Colorado and Utah by Car – Day 5 (Canyonlands NP, Island in the Sky district)

It is raining heavily outside this morning as I type this blog, but that was not the case yesterday when we went to Canyonlands National Park.

The day did not start exactly as planned.  As we were driving out of town, an indicator lit up on the dashboard indicating low air pressure in one of the tires.  We had to head back to a tire repair shop in town to find out what was happening. Turns out there was a nail in it.  It took about an hour to address the problem. That was the opportunity for us to take a walk through the small town.  It took little time to get from one end of town to the other.  Moab is geared for tourists who have come for outdoor activities. There are lots of bike shops, and you see four wheel driven vehicles like the one below all over the place.  There are coffee shops and restaurants all over downtown.OLYMPUS DIGITAL CAMERAThe town is nestled between the hills.OLYMPUS DIGITAL CAMERAOLYMPUS DIGITAL CAMERAThere is a stream with a walkway beside it, and a nice little park.OLYMPUS DIGITAL CAMERAOn the way to Canyonlands we stopped to take the obligatory park picture at the entrance to Arches.  We had neglected to do that the previous day.OLYMPUS DIGITAL CAMERAThe pictures below were taken on the road into Canyonlands. The two mesas behind are called the Monitor and the Merrimac.OLYMPUS DIGITAL CAMERAThis was the view of Shafer Canyon in the park.OLYMPUS DIGITAL CAMERAThis is Mesa Arch.  The La Sal mountains are barely visible through the arch.OLYMPUS DIGITAL CAMERAThis is a view of the canyon where the Mesa Arch is located.OLYMPUS DIGITAL CAMERAThe pictures below are of Candlestick Tower.OLYMPUS DIGITAL CAMERAOLYMPUS DIGITAL CAMERAThis is probably Gooseberry Canyon.  We stopped here for lunch.OLYMPUS DIGITAL CAMERAOLYMPUS DIGITAL CAMERAThe following pictures were taken during the hike from Grand View Point Overlook.  We walked a couple of miles around the rim of the canyon.OLYMPUS DIGITAL CAMERAOLYMPUS DIGITAL CAMERAOLYMPUS DIGITAL CAMERAOLYMPUS DIGITAL CAMERALa Sal mountains in the background.OLYMPUS DIGITAL CAMERAIt was a long way down from this point!OLYMPUS DIGITAL CAMERAThis picture was most likely taken from the Buck Canyon overlook.OLYMPUS DIGITAL CAMERAWe drove to Upheaval Dome, and walked about a couple of miles out on the trail (Teresa did not come all the way) so that I could get this picture.  It shows that the surface is fractured, and layers of rock from below have pushed their way out. There are a couple of theories regarding how this happened, but they are not sure about the actual cause yet.OLYMPUS DIGITAL CAMERAThe hike had some difficult sections, which was the reason why I went the final distance by myself.  There was a point at which I was trying to grab the rock next to me just because I was nervous.  The picture below shows one of the easier challenges along the way.OLYMPUS DIGITAL CAMERAThe obligatory park picture!OLYMPUS DIGITAL CAMERAWe then drove to Dead Horse Point State Park to get a view of the meandering Colorado river.OLYMPUS DIGITAL CAMERAOLYMPUS DIGITAL CAMERAI saw the train coming from a distance as we were crossing the tracks.  I turned the car around and waited near the railroad crossing to take this picture.OLYMPUS DIGITAL CAMERA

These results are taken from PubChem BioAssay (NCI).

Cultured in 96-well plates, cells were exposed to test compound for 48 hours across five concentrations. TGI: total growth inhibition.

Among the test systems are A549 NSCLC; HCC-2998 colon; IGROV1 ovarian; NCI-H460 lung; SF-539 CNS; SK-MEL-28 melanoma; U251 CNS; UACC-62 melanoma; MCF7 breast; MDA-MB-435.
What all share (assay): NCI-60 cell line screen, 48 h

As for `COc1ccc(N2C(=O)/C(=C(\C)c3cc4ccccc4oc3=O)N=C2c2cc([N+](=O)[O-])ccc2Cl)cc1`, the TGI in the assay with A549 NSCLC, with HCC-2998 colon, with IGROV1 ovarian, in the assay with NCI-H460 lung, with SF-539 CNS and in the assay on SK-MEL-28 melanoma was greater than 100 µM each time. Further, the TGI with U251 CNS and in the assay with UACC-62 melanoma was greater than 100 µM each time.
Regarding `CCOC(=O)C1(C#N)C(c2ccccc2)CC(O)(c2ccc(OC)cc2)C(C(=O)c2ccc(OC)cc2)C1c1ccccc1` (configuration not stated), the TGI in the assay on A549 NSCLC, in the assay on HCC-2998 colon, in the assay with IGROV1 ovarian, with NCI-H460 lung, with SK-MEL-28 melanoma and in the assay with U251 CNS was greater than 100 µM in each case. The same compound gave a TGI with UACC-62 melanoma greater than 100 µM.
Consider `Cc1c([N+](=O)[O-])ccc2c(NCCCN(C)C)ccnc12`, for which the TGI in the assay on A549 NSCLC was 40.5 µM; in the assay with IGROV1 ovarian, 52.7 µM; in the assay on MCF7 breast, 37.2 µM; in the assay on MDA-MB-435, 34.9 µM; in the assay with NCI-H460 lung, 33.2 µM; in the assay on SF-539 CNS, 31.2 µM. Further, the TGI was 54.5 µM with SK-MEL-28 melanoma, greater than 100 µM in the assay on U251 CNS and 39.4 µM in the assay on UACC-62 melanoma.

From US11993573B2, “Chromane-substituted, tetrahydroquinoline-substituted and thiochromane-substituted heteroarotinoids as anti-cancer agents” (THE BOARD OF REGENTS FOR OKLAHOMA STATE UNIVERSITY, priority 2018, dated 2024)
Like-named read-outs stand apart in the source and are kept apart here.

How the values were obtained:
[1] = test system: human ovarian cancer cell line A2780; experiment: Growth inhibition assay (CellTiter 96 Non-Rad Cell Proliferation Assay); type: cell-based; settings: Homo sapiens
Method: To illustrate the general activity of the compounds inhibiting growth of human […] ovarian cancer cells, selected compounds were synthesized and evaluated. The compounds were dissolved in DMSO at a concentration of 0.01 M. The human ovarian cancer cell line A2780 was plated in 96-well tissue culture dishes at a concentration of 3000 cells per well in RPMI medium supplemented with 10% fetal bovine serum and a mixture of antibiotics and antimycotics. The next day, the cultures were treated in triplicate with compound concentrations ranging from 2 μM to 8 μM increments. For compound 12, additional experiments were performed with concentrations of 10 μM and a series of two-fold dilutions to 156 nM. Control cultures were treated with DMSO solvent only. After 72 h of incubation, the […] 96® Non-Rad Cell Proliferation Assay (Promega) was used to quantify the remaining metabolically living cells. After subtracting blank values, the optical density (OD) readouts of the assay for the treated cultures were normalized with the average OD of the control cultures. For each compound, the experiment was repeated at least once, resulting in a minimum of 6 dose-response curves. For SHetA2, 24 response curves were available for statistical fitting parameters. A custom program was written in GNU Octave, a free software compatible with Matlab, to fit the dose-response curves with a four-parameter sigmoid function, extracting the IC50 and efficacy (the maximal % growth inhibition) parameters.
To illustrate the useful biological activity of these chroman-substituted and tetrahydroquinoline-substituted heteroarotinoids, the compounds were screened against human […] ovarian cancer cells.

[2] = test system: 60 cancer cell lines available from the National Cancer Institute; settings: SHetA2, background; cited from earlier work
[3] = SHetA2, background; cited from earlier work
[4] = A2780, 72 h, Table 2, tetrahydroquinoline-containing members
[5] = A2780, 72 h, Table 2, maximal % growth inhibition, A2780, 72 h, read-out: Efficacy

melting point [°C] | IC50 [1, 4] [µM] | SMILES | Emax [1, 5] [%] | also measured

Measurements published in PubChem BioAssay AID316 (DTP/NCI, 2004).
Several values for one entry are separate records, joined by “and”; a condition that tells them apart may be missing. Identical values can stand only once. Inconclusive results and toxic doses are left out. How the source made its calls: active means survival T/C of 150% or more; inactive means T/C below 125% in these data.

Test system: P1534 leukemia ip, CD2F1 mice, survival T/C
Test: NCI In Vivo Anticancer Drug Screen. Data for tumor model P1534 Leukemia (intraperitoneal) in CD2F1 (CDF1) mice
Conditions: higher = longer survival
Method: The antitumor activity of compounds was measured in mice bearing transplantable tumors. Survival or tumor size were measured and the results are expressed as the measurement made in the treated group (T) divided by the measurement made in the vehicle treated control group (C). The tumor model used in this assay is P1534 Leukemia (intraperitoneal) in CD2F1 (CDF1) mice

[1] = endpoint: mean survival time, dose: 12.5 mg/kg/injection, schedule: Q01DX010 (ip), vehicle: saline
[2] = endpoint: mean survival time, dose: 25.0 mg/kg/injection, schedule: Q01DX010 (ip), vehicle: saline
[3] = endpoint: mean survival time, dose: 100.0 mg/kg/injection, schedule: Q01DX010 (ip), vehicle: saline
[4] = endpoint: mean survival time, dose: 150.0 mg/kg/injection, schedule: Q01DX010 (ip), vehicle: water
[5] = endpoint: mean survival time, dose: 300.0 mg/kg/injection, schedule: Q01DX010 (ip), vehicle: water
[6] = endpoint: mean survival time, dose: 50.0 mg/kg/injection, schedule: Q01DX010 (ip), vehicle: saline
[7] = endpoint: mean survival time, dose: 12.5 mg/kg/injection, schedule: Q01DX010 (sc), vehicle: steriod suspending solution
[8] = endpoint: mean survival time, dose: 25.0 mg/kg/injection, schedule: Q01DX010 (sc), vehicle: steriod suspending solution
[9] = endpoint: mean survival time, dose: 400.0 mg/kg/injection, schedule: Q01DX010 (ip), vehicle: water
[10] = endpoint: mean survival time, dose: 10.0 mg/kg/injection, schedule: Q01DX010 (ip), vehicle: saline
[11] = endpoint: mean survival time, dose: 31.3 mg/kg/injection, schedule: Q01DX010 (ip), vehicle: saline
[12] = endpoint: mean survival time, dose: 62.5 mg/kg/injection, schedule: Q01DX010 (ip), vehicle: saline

Canyonlands National Park had a very different feel from Arches.  We drove for long distances to get to places, and then we walked shorter distances when we got to those places.  Of course, the views were also quite different in these parks.

It was another long and somewhat tiring day.  We had walked about 7 miles over the course of the day, and some of it had been over difficult terrain.

We had dinner at a place where I could satisfy the craving for spaghetti and meatballs that had started early in the day. And they did have beer!

We are going to take it easy today.  I do not think much outdoor activity will be possible because the rocks are likely to be slippery.  We will head towards Monticello in a little while.  We will try to stop at the Needles district of Canyonlands.